Successful town hall meeting talks will be taken to Charleston

TAYLOR COUNTY—Local legislators will be making their way back to the Capital for the legislative session armed with concerns and ideas for the county, after hosting a successful town hall meeting.

Legislators Delegate Amy Summers, Senator Dave Sypolt and Senator Randy Smith held a gathering with constituents on Tuesday, January 4, to ensure that concerns were heard that could be taken to the Capital during the upcoming 2022 Legislative Session, slated to convene on Wednesday, January 12.

“We had a wonderful turnout, which I was very pleased about,” said Summers. “I was surprised that there weren’t many concerns presented to us, but it was a good evening. We even had Delegate Ben Queen join us.”

The meeting started with a discussion concerning the state of the state.

“Financially, we are in the best shape we have been in decades,” Summers voiced. “In the first six months of the July 21-June 22 budget, we are $400 million above estimates. In addition to this, the state has much federal monies to appropriate.”

After the discussion centered on the state, the floor was opened to attendees to voice concerns and share ideas that could potentially better the city, county and state.

Among topics discussed were payouts for state retirees, the need for Daylight Savings Time for the state, parenting rights and roadways, among others.

“One audience member spoke of the Chief Medical Examiner’s Office in Charleston, and how they believe it to be in poor shape,” revealed Summers.

She said that she has been an advocate for the expansion and upgrades to buildings in the state.

“I have been encouraging for part of the one-time federal allotment of funds to be used for single expenditures, and building new state labs is one of them,” Summers explained. “As far as increase pay for retirees, there is a law in place that prevents that, to keep the pension solvent.”

She disclosed that the speaker voiced that he felt that it would be safe to change the law.

“Getting rid of Daylight Savings Time was another interest we heard, as well as regulating lighting so that skies would be darker for astronomer tourism,” shared Summers.

And while lighting regulation is occurring in some communities and state parks voluntarily, she did not feel a mandate to that effect would pass.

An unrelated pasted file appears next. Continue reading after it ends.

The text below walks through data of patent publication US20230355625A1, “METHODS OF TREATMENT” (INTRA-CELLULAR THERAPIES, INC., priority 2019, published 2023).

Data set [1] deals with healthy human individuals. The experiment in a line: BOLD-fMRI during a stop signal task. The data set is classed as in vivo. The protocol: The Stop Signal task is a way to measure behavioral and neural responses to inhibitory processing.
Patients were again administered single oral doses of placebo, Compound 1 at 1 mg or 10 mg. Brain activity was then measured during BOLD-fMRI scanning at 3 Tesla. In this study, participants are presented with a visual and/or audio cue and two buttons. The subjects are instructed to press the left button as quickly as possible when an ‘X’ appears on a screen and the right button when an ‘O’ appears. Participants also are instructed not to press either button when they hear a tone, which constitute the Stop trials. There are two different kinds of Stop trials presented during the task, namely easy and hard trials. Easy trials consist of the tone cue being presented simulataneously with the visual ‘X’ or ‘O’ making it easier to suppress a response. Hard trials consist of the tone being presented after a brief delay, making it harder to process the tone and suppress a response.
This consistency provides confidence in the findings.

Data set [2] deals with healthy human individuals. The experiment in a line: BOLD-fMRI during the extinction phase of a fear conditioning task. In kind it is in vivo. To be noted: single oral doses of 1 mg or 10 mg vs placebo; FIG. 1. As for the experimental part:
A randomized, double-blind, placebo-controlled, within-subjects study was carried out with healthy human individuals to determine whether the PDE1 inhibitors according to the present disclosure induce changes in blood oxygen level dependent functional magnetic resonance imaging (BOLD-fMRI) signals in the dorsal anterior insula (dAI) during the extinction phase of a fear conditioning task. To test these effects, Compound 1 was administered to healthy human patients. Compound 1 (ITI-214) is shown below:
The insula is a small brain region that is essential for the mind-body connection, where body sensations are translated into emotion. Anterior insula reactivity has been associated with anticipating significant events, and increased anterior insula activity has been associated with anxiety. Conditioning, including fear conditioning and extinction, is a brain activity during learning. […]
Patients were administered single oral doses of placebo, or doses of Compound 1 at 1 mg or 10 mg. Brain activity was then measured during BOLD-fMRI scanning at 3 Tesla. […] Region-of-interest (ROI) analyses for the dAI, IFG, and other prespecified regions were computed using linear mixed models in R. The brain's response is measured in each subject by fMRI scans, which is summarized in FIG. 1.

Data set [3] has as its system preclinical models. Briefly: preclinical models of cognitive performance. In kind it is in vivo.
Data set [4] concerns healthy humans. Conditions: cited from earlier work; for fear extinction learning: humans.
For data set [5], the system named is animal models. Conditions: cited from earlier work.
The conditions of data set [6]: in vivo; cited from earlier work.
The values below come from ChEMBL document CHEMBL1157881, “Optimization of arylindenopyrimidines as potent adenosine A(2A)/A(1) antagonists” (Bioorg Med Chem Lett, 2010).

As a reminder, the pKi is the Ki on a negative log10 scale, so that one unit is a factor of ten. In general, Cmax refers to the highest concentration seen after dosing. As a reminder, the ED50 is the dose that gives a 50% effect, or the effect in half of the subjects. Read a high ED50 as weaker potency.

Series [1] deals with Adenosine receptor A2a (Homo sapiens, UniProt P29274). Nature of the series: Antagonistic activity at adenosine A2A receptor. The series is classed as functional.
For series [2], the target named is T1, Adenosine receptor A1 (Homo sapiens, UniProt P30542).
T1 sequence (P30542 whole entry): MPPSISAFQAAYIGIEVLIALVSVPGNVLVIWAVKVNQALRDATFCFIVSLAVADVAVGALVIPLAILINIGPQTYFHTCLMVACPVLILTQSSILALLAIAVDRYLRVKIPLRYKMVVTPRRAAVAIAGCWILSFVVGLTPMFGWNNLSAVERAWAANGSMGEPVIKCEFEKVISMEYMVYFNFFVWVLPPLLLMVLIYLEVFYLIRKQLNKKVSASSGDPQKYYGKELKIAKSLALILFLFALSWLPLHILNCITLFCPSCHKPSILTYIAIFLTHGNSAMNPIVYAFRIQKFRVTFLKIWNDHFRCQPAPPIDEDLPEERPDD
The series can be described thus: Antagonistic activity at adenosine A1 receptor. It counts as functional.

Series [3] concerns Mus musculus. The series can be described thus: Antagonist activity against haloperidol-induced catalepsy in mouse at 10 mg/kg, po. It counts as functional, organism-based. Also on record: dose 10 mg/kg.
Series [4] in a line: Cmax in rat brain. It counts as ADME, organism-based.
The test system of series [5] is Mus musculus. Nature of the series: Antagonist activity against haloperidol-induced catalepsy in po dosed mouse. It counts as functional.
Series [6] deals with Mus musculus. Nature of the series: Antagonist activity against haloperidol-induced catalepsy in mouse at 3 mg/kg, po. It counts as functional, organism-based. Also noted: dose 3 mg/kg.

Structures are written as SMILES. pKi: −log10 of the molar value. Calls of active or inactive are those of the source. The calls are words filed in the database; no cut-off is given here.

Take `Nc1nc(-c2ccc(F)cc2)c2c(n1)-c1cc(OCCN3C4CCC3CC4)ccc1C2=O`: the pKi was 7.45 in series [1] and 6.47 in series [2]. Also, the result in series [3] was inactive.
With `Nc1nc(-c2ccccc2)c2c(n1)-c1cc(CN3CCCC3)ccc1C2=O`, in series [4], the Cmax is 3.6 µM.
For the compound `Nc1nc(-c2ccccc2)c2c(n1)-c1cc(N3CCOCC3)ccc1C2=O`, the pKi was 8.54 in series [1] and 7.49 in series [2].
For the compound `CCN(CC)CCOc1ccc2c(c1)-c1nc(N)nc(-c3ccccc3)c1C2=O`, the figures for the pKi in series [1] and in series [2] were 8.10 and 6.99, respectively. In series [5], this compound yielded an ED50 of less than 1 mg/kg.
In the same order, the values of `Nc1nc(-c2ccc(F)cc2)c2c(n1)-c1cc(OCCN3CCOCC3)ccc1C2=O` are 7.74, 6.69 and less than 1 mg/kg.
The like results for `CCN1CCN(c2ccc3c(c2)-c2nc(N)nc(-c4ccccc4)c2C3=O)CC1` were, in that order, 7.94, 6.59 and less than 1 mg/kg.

More local concerns were heard including the need for the installation of a handicap accessible boat ramp on the river below the Tygart Dam. Summers provided an update about a new boat launch in the Fetterman area, promising that she would check into whether it would be handicapped accessible, as well.

Of course, internet connection was discussed at the town hall meeting, as it continues to be a hot topic in Taylor County.

“Broadband deployment and current providers were a lengthy topic, and residents were updated on the current internet situation,” Summers explained. “They are encouraged to explore the website for further assistance.”

During the evening, a rape and domestic violence council member shared concerns with the statute related to stalking and housing, while another individual discussed the 50/50 parenting bill that passed last year and how it could be strengthened, according to Summers.

To round out the evening, a West Virginia Department of Highways employee shared some issues he had been experiencing in District 4.

“Senators Sypolt and Smith said that they hear most complaints coming from District 4, and hardly ever hear concerns from any of the other districts they represent,” Summers noted.

She said that all-in-all the talks were successful, and that information heard at the town hall would make its way to Charleston.

“The best part of the evening was meeting a gentleman who just moved to the area to be closer to his grandchildren that live in Parkersburg and Maryland,” Summers imparted. “And of anywhere else, he picked our town.”

For those who were unable to be present at the meeting, concerns can be presented to Summer via email at [email protected] or by phone at 304-340-3210.


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